Typeface design for visually impaired children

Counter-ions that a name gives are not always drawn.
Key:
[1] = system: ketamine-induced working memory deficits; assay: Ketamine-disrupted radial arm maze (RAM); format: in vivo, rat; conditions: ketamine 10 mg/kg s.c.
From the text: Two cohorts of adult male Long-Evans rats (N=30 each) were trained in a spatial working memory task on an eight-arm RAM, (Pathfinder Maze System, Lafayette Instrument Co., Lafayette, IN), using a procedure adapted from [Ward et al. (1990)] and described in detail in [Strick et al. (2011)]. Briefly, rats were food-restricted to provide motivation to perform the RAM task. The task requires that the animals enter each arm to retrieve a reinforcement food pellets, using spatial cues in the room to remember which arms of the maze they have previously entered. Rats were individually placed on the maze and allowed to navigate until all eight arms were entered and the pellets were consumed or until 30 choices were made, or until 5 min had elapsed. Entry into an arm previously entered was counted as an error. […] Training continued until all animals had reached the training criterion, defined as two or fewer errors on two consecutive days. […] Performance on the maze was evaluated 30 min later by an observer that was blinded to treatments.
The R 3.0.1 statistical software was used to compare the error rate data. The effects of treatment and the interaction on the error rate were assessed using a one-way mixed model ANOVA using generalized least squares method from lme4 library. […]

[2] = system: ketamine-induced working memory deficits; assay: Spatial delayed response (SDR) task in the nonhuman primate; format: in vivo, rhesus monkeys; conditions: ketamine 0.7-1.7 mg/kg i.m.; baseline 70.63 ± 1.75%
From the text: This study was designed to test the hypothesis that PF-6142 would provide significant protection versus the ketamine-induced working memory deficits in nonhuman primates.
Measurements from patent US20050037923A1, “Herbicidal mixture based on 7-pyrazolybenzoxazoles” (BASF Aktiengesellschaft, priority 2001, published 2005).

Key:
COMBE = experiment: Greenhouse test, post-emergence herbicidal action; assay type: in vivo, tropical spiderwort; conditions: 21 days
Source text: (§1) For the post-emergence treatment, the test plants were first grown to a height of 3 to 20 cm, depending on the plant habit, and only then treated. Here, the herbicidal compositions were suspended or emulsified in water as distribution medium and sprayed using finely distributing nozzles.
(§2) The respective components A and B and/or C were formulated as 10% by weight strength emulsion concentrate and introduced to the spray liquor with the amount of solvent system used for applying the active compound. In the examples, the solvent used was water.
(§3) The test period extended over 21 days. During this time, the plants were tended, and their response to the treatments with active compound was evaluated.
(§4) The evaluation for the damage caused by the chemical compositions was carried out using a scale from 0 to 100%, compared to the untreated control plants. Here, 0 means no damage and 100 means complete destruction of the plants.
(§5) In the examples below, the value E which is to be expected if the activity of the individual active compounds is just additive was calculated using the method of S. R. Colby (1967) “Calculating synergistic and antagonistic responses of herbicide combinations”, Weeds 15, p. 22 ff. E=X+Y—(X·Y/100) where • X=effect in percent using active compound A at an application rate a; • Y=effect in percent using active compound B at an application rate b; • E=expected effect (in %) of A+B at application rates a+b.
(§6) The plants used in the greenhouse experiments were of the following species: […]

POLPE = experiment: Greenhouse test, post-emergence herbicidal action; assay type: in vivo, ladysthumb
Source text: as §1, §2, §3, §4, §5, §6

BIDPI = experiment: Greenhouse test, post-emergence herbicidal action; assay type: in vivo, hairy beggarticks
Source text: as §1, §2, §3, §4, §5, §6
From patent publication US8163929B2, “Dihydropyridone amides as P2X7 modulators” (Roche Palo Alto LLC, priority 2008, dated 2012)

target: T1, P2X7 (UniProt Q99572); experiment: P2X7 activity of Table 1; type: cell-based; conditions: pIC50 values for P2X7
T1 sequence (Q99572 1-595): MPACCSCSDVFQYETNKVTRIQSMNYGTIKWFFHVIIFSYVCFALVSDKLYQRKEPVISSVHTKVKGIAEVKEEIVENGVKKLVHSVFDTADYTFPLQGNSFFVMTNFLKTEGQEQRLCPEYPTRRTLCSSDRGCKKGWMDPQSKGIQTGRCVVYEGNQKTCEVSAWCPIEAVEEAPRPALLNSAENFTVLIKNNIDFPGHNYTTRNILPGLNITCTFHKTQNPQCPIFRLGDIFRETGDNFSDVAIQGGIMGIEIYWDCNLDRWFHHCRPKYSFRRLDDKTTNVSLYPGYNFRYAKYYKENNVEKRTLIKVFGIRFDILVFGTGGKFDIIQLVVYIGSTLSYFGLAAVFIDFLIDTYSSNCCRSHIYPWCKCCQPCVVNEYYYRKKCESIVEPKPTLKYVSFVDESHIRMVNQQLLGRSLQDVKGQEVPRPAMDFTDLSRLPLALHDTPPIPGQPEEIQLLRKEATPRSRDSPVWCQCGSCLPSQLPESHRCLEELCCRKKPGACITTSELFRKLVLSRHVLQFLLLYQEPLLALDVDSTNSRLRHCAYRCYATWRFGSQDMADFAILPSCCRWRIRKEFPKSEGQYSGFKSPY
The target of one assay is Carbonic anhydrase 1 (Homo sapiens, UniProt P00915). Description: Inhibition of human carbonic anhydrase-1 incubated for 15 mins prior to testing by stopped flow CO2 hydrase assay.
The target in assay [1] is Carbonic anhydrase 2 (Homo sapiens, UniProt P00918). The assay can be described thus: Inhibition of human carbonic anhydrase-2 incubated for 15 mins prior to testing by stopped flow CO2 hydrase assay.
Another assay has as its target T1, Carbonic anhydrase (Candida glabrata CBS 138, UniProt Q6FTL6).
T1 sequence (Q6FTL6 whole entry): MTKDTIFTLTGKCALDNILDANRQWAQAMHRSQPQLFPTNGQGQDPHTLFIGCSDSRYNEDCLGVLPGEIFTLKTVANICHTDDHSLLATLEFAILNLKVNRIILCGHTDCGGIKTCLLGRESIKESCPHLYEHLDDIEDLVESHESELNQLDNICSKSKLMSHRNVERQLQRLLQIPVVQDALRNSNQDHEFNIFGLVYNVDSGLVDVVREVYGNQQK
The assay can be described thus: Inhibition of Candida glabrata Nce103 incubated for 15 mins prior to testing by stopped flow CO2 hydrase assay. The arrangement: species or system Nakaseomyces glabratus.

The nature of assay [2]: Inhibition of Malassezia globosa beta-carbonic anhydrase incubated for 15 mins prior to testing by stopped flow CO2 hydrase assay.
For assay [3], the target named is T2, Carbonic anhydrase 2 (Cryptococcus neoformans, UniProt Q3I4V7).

Due to the low quality level of visual input they receive in the form of printed text, beginning visually impaired readers are at a disadvantage in comparison to their peers. In the past, typography has often been looked upon as a useful instrument to improve the legibility of the printed reading material that is being offered to children with low vision. However, the legiblity research efforts that were at the base of this conception were not always of good quality. In cognitive science for example, many efforts were made that were methodologically correct, yet the test material (the used typefaces) had little to do with reality. Many typefaces that were supposed to improve legibility were also suggested by typographers themselves, but the reasoning behind them was hardly ever sufficiently methodologically supported. Moreover, most legibility research focused on people with low vision in general, ignoring the fac t that visually impaired children constitute a very particular group with specific issues. This doctoral research project by in design, by Ann Bessemans, seeks to shed a light on legibility in the context of visually impaired beginning readers. Starting from these findings and from a legibility research a first step is given to design a typeface that will be able to provide support for the target group of visually impaired children in the first stages of the reading process.